Weird Wide Web 1997

Picture of the Weird Wide Web Disk

Last Sunday, I was cleaning up my pile of old computer CDs and DVDs. Most of them are drivers for devices I have long lost, or given away. Among them, various promotional disks found with magazines or attached to product. Most of them ended up in the trash, but among them I found a small gem: a production of AOL and Macworld entitled The Weird Wide Web.

The disk was produced in 1997, and is promotional material for the eponymous book, which samples the weirdest sites on the web at that time. It contains the actual content of some of these sites.
Weird Wide Web Book Cover

The CD in your drive right now lets you explore the famous World Wide Web without actually being online — indeed, without even owning a modem! Not the entire Web, of course, but what we like to call the Weird Wide Web: the funniest, weirdest, bizarrest corners of human imagination. We love these twisted, hilarious Web pages so much that we wrote a book about them. It’s called, of course, “The Weird Wide Web.” It’s available, in paper form, at your bookstore, published by IDG Books and written by Erfert Fenton and David Pogue.

The purpose of this CD tour is to let you read parts of our book — and actually visit the Web pages we’re describing. This electronic tour works exactly like the real Web works: Just click any words you see that are in blue underlined type like this — and you’ll be taken to a new “Web page,” without ever leaving the comfort of this CD.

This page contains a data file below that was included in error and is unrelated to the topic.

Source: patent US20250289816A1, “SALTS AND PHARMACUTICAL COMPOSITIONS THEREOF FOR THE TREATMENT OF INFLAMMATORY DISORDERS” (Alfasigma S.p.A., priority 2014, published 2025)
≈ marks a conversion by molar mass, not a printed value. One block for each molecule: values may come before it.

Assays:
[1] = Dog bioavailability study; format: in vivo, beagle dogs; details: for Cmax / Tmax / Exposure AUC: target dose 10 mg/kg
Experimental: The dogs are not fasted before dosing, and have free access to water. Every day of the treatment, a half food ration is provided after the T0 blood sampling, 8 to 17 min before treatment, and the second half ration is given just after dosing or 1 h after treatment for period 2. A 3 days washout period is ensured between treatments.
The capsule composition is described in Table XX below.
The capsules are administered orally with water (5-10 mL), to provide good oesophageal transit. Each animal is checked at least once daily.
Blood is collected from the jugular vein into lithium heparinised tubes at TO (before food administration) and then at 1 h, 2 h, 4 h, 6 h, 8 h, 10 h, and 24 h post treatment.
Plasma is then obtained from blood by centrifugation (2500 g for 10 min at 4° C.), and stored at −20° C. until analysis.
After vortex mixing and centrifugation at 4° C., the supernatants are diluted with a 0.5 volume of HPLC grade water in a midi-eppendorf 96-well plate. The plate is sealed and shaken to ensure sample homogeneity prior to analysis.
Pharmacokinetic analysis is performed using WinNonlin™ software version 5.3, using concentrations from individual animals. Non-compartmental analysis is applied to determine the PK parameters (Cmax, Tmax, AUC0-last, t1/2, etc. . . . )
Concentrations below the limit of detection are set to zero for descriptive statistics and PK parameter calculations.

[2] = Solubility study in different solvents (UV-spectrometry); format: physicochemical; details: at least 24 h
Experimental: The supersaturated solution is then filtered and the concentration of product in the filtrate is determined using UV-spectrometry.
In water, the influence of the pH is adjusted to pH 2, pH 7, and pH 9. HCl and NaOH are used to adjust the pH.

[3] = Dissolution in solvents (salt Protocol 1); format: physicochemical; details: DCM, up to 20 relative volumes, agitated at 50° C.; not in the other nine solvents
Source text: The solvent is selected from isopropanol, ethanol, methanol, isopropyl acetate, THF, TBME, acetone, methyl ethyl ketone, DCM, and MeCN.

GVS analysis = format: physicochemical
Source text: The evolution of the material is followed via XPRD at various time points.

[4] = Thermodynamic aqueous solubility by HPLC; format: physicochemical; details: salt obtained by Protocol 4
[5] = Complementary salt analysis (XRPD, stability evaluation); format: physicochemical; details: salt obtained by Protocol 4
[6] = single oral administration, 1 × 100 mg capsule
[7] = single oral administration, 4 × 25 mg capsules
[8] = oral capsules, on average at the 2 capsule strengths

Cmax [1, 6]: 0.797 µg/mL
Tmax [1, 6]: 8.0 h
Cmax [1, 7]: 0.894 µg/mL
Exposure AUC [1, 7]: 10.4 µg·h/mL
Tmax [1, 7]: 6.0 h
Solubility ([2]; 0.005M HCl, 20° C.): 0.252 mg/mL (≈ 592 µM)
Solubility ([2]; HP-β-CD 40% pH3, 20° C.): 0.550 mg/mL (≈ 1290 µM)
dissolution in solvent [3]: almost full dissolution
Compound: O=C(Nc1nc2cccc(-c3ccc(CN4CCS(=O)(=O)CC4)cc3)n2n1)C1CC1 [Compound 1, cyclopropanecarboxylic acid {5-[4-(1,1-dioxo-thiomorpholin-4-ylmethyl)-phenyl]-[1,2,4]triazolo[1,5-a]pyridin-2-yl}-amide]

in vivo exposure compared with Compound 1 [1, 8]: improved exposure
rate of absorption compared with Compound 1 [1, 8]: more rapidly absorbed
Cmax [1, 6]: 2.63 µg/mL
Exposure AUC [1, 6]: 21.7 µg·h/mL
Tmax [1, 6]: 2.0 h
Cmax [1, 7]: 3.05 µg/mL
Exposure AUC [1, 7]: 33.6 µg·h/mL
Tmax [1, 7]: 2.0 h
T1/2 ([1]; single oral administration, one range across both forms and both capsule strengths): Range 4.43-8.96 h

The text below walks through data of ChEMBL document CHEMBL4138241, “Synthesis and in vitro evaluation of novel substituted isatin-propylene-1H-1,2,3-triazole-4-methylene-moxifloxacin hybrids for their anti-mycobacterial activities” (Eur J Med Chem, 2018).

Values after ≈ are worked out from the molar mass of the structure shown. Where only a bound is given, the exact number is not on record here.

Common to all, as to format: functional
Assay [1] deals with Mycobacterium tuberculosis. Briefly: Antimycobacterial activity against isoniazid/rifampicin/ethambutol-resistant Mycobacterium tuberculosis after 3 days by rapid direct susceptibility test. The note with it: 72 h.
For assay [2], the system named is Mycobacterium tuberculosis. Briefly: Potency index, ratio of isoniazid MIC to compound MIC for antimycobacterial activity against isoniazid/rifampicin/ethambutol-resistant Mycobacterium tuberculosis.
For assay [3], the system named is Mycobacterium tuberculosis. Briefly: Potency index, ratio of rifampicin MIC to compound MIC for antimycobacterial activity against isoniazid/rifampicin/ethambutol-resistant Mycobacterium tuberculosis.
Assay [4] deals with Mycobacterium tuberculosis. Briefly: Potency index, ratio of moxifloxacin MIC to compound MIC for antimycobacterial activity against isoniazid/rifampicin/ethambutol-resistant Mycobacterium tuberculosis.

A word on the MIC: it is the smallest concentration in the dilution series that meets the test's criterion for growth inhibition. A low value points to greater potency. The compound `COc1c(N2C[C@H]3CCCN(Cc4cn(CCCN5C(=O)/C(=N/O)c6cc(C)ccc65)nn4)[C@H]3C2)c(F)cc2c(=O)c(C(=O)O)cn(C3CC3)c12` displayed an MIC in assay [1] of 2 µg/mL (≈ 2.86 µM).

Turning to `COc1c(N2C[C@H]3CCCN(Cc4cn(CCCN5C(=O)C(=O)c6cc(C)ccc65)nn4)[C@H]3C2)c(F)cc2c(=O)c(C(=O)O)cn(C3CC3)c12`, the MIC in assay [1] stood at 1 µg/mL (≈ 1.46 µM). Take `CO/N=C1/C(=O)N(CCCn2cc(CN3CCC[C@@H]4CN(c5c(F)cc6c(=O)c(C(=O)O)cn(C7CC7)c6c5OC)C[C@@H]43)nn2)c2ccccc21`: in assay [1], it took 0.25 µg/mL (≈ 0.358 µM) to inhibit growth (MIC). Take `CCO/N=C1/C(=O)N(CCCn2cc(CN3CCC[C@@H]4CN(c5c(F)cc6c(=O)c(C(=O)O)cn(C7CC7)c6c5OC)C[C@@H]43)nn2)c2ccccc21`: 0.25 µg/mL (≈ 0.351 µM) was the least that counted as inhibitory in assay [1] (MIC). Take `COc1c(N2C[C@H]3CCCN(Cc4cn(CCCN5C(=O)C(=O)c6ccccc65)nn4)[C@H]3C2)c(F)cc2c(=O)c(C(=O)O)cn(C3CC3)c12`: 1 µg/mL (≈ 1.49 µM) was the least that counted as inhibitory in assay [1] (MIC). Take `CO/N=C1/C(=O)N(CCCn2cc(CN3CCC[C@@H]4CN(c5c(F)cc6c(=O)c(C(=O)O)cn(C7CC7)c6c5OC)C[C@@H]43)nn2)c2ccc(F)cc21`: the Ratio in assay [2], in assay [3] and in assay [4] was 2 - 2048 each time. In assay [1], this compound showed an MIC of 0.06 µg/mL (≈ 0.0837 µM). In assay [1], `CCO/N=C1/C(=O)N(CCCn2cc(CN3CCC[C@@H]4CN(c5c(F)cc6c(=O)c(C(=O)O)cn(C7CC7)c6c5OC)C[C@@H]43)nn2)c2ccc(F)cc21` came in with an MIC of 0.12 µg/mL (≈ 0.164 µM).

The actual web-content is pretty light: 80 Megabytes of disk space, mostly take up by a Quicktime time introducing the book (67 Megabytes). The remaining 17 megabytes is the content of a few web-sites which where hot at that time: Alien Abduction Insurance, AGD Antics and Mayhem Page (AGD was a division of Silicon Graphics), the Igg Nobel Prices. Many of the pages render well today – if one ignores the horrible quality of the graphics and the blinking logos encouraging one to download internet explorer – but many other were badly structured: Bad MIME types, wrong file names, etc.

What I found interesting is the fact that at this point in time, it was more convenient to deliver web content using optical media, but also the fact that the first word that got replaced in World Wide Web was not Wide, but World, this after all was an US book about US web sites. There is also not a single mention of copyright anywhere, no acknowledgement of the permission of the copied website’s owners. Today there would be at least one megabyte of legal disclaimers and licenses.

Most of the referenced web sites have since disappeared, even the link to the author’s web page at is dead. While this is hardly surprising after 14 years, it still highlight how fragile url links are: the physical book has an ISBN 978-0764540042 and can be still found and bought even though the web content it refers has mostly disappeared.

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